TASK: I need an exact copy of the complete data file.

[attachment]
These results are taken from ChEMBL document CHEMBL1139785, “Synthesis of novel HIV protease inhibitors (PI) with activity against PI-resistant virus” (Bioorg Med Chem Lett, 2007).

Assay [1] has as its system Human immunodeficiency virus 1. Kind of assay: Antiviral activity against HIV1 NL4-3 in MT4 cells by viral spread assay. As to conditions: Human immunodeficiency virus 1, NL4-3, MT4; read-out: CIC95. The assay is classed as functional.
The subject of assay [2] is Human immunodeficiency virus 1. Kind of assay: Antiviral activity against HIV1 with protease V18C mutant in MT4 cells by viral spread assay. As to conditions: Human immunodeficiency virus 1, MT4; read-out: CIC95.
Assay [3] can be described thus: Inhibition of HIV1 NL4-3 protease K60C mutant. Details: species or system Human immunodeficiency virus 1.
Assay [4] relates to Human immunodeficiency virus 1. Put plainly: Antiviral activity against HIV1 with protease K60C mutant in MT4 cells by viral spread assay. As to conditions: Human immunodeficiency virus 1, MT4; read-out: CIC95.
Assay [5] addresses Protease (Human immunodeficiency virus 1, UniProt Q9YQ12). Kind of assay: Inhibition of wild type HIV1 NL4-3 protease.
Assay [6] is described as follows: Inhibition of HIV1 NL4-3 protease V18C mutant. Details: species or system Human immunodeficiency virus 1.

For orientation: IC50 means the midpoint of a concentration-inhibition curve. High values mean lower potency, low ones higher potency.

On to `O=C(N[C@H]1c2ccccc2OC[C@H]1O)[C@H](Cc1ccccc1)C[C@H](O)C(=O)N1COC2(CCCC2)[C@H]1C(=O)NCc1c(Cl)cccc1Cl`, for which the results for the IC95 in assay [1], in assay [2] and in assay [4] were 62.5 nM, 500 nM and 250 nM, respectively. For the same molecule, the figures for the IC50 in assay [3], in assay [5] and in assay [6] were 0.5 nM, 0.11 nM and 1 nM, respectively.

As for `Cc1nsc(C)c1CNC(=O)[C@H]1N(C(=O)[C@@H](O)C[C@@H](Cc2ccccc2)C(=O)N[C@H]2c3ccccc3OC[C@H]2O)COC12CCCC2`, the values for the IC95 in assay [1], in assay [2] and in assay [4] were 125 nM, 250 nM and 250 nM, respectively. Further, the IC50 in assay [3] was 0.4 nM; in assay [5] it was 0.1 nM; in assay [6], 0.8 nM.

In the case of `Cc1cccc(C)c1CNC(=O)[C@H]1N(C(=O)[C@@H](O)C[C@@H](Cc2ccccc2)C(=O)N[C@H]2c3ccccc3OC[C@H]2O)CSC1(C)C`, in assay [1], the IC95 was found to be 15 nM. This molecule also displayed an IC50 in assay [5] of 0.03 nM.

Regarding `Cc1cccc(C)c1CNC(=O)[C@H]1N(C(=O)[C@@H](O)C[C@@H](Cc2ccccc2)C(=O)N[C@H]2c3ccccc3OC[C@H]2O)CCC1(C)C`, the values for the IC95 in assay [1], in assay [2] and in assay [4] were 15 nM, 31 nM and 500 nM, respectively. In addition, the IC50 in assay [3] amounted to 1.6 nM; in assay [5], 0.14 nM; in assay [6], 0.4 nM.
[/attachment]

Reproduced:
These results are taken from ChEMBL document CHEMBL1139785, “Synthesis of novel HIV protease inhibitors (PI) with activity against PI-resistant virus” (Bioorg Med Chem Lett, 2007).

Assay [1] has as its system Human immunodeficiency virus 1. Kind of assay: Antiviral activity against HIV1 NL4-3 in MT4 cells by viral spread assay. As to conditions: Human immunodeficiency virus 1, NL4-3, MT4; read-out: CIC95. The assay is classed as functional.
The subject of assay [2] is Human immunodeficiency virus 1. Kind of assay: Antiviral activity against HIV1 with protease V18C mutant in MT4 cells by viral spread assay. As to conditions: Human immunodeficiency virus 1, MT4; read-out: CIC95.
Assay [3] can be described thus: Inhibition of HIV1 NL4-3 protease K60C mutant. Details: species or system Human immunodeficiency virus 1.
Assay [4] relates to Human immunodeficiency virus 1. Put plainly: Antiviral activity against HIV1 with protease K60C mutant in MT4 cells by viral spread assay. As to conditions: Human immunodeficiency virus 1, MT4; read-out: CIC95.
Assay [5] addresses Protease (Human immunodeficiency virus 1, UniProt Q9YQ12). Kind of assay: Inhibition of wild type HIV1 NL4-3 protease.
Assay [6] is described as follows: Inhibition of HIV1 NL4-3 protease V18C mutant. Details: species or system Human immunodeficiency virus 1.

For orientation: IC50 means the midpoint of a concentration-inhibition curve. High values mean lower potency, low ones higher potency.

On to `O=C(N[C@H]1c2ccccc2OC[C@H]1O)[C@H](Cc1ccccc1)C[C@H](O)C(=O)N1COC2(CCCC2)[C@H]1C(=O)NCc1c(Cl)cccc1Cl`, for which the results for the IC95 in assay [1], in assay [2] and in assay [4] were 62.5 nM, 500 nM and 250 nM, respectively. For the same molecule, the figures for the IC50 in assay [3], in assay [5] and in assay [6] were 0.5 nM, 0.11 nM and 1 nM, respectively.

As for `Cc1nsc(C)c1CNC(=O)[C@H]1N(C(=O)[C@@H](O)C[C@@H](Cc2ccccc2)C(=O)N[C@H]2c3ccccc3OC[C@H]2O)COC12CCCC2`, the values for the IC95 in assay [1], in assay [2] and in assay [4] were 125 nM, 250 nM and 250 nM, respectively. Further, the IC50 in assay [3] was 0.4 nM; in assay [5] it was 0.1 nM; in assay [6], 0.8 nM.

In the case of `Cc1cccc(C)c1CNC(=O)[C@H]1N(C(=O)[C@@H](O)C[C@@H](Cc2ccccc2)C(=O)N[C@H]2c3ccccc3OC[C@H]2O)CSC1(C)C`, in assay [1], the IC95 was found to be 15 nM. This molecule also displayed an IC50 in assay [5] of 0.03 nM.

Regarding `Cc1cccc(C)c1CNC(=O)[C@H]1N(C(=O)[C@@H](O)C[C@@H](Cc2ccccc2)C(=O)N[C@H]2c3ccccc3OC[C@H]2O)CCC1(C)C`, the values for the IC95 in assay [1], in assay [2] and in assay [4] were 15 nM, 31 nM and 500 nM, respectively. In addition, the IC50 in assay [3] amounted to 1.6 nM; in assay [5], 0.14 nM; in assay [6], 0.4 nM.